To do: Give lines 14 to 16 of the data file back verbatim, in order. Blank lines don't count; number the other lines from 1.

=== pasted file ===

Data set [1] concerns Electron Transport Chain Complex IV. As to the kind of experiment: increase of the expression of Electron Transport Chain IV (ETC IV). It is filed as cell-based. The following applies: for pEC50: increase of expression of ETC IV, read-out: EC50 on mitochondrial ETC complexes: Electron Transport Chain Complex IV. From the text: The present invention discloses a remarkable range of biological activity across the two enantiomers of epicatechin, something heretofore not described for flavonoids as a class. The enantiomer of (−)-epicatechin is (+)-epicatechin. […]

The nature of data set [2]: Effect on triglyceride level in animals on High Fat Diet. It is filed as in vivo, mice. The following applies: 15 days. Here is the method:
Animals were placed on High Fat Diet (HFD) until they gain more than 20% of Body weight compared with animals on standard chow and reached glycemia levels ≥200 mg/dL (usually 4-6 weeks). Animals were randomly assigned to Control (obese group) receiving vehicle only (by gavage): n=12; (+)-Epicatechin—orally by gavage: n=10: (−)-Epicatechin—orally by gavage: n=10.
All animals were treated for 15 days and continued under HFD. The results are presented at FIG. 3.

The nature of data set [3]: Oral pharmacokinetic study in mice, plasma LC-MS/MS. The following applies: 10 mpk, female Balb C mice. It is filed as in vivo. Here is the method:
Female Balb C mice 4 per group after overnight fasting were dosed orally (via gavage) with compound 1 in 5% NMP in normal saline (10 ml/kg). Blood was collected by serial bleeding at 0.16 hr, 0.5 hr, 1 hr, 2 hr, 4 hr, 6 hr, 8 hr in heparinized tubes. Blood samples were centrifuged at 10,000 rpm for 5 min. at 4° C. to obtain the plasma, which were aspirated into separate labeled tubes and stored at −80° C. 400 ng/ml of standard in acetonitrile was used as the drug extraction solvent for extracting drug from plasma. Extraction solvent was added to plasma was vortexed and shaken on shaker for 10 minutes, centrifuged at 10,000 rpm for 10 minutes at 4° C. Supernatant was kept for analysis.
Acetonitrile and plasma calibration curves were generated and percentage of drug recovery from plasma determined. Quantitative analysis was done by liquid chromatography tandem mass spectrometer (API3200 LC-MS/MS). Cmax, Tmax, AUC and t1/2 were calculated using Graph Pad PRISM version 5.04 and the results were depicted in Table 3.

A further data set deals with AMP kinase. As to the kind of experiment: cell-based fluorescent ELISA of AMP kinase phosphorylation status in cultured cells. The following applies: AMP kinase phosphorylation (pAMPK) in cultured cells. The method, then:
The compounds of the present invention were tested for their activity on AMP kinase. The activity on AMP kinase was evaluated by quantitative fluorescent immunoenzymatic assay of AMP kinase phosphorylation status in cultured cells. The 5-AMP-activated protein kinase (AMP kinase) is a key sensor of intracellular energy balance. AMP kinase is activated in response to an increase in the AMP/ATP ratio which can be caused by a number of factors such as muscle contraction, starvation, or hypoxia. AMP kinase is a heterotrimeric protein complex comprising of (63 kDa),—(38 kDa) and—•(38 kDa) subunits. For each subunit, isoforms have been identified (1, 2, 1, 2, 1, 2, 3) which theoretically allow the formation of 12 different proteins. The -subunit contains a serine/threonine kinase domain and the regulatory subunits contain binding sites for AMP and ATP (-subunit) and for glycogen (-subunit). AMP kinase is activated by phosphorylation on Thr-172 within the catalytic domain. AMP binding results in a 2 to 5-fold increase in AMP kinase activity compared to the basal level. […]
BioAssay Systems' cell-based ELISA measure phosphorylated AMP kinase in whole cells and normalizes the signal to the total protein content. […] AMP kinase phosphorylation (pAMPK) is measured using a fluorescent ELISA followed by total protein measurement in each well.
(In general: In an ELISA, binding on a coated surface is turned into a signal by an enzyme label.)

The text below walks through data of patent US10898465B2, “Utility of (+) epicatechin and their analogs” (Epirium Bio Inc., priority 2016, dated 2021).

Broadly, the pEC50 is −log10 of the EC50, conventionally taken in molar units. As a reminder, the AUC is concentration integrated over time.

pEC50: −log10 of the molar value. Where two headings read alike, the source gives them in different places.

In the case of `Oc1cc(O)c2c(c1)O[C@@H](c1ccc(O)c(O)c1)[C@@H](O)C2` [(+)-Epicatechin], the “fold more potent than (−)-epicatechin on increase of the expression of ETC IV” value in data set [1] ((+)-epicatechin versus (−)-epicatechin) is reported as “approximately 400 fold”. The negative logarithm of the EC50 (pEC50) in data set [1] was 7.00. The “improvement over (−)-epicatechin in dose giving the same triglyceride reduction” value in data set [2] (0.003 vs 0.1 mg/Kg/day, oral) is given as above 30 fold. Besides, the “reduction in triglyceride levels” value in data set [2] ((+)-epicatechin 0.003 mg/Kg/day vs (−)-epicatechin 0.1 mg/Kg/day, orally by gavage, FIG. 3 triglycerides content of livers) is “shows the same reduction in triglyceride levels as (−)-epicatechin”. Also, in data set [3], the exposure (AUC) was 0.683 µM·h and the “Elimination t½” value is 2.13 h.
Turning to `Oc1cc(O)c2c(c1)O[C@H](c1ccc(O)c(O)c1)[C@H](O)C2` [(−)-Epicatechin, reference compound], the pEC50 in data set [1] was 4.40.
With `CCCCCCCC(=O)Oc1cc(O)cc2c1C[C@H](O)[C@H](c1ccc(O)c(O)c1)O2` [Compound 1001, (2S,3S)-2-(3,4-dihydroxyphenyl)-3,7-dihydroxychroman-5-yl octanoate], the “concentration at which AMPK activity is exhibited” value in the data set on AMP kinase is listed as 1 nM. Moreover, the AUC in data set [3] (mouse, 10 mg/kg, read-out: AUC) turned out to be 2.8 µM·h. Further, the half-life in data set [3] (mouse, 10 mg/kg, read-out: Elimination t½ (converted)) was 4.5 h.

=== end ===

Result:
pEC50: −log10 of the molar value. Where two headings read alike, the source gives them in different places.

In the case of `Oc1cc(O)c2c(c1)O[C@@H](c1ccc(O)c(O)c1)[C@@H](O)C2` [(+)-Epicatechin], the “fold more potent than (−)-epicatechin on increase of the expression of ETC IV” value in data set [1] ((+)-epicatechin versus (−)-epicatechin) is reported as “approximately 400 fold”. The negative logarithm of the EC50 (pEC50) in data set [1] was 7.00. The “improvement over (−)-epicatechin in dose giving the same triglyceride reduction” value in data set [2] (0.003 vs 0.1 mg/Kg/day, oral) is given as above 30 fold. Besides, the “reduction in triglyceride levels” value in data set [2] ((+)-epicatechin 0.003 mg/Kg/day vs (−)-epicatechin 0.1 mg/Kg/day, orally by gavage, FIG. 3 triglycerides content of livers) is “shows the same reduction in triglyceride levels as (−)-epicatechin”. Also, in data set [3], the exposure (AUC) was 0.683 µM·h and the “Elimination t½” value is 2.13 h.
Turning to `Oc1cc(O)c2c(c1)O[C@H](c1ccc(O)c(O)c1)[C@H](O)C2` [(−)-Epicatechin, reference compound], the pEC50 in data set [1] was 4.40.